As protests continue to rage across Wisconsin and other parts of the country in the wake of her brother's shooting, Jacob Blake's older sister delivered a powerful speech surrounded by her weeping family. "I am numb," she told reporters, "I have been watching police murder people that look like me for years."
On Sunday, Jacob Blake was shot several times in the back by police officers in Kenosha, Wisconsin. The police shooting of the young Black man was caught on video and spread across social media, sparking outrage and protests across the state and country. Blake's attorney Ben Crump told CNN that the shooting was the result of Blake trying to stop a domestic dispute and ended with police officers shooting him in the back as he tried to enter his vehicle, where the 29-year-old's three small children witnessed the incident.
Three days after the shooting, Blake's family gathered for a press conference. His father Jacob Blake Sr. told reporters in Kenosha on Wednesday that his son, who survived the shooting, might not walk again because the bullets had severed his spinal cord and left him paralyzed from the waist down. Blake's mother Julia Jackson addressed the destruction caused by protesters. "As I was riding through here, through this city, I noticed a lot of damage that doesn't reflect my son or my family," she said. "If Jacob knew what was going on as far as that goes, the violence and the destruction, he would be very unpleased." Both parents wept. His entire family wept over the tragic event.
Except for his sister Letetra Widman, who gave perhaps the most powerful speech of all. "I am my brother's keeper," Widman began. "When you say the name Jacob Blake, make sure you say 'father', make sure you say 'cousin', make sure you say 'son', make sure you say 'uncle' — but most importantly, make sure you say 'human'. Human life. Let it marinate in your mouth; in your minds. A human life. Just like every single one of y'all. We are human, and his life matters."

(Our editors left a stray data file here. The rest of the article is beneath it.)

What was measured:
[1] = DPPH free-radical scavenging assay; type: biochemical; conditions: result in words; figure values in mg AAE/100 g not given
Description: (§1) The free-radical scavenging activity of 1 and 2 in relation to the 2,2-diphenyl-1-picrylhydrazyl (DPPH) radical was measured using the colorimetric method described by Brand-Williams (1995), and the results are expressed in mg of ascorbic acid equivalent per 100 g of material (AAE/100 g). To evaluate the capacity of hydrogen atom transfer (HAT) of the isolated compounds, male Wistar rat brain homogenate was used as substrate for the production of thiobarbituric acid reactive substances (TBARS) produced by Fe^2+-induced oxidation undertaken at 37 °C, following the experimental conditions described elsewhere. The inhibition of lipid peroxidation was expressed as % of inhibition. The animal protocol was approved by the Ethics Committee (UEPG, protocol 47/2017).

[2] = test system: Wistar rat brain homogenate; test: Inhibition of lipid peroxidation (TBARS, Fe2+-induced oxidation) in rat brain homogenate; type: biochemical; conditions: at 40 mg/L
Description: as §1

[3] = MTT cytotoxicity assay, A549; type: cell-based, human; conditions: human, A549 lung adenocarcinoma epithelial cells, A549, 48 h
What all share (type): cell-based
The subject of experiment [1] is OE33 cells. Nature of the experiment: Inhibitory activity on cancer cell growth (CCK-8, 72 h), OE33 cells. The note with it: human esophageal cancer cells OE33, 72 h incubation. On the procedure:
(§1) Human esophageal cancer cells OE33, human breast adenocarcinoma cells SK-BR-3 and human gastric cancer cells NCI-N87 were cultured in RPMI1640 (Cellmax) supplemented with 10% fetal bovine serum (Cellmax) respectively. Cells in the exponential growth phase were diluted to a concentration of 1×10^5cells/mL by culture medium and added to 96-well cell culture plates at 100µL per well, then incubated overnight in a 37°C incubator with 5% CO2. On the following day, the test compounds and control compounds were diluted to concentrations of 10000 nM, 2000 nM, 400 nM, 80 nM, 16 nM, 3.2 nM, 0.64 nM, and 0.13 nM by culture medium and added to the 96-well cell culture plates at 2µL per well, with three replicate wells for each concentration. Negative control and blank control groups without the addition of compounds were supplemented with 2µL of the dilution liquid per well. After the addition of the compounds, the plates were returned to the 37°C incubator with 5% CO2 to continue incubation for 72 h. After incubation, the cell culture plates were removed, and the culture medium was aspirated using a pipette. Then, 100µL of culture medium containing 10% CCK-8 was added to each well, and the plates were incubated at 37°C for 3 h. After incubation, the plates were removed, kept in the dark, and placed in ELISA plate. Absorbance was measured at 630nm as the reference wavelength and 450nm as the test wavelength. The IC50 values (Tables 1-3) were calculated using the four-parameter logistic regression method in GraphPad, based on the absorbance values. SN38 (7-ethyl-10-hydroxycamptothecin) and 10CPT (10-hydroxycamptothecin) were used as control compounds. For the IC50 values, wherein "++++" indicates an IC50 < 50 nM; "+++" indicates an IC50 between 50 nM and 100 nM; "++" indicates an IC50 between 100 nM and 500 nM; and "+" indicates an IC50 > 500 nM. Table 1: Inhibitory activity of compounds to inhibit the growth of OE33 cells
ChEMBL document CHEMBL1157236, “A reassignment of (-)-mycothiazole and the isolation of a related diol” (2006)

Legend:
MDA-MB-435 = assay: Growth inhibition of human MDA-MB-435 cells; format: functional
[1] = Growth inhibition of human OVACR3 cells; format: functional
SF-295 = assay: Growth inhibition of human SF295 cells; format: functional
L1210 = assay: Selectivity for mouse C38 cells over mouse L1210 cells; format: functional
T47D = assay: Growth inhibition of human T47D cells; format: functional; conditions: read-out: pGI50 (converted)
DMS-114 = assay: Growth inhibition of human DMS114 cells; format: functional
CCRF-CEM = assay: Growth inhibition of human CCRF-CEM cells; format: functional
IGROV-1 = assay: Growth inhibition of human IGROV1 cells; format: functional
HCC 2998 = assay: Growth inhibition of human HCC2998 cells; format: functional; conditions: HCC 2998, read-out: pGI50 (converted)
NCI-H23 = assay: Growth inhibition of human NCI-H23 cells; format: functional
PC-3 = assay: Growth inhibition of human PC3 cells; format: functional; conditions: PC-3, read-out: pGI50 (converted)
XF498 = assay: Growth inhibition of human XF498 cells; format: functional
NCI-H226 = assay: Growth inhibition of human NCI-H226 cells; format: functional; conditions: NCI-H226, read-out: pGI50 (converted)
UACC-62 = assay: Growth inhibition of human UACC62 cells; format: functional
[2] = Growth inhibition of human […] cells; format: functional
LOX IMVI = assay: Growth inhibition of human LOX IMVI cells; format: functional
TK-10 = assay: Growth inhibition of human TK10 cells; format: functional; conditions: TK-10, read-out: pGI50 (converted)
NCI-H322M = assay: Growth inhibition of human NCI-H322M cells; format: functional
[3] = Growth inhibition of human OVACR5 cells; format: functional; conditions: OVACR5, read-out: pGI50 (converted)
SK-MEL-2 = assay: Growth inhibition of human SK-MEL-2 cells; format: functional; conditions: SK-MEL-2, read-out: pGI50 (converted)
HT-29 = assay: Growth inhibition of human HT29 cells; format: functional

Widman went on to say that people had been reaching out to tell her they were sorry for what happened to her family, but that's not what she wants to hear. Widman said she didn't want people to "be sorry, because this has been happening to my family for a long time." She added, "It happened to Emmett Till. Emmett Till is my family."
Emmett Till was the 14-year-old boy who was shot in the head in Money, Mississippi in 1955 after a white woman named Carolyn Bryant said he whistled at her at a grocery story. Her husband Roy Bryant kidnapped Till and shot him along with his half-brother J.W. Milam, according to Biography.com. They were acquitted of the crime by an all-white, all-male jury.
Widman mentioned other Black victims of systemic racism in her speech, including Philando Castile, Mike Brown, and Sandra Bland. "This is nothing new. I'm not sad, I'm not sorry. I'm angry, and I'm tired," Widman said. "I haven't cried one time. I stopped crying years ago. I am numb. I have been watching police murder people that look like me for years. I'm not sad, I don't want your pity. I want change."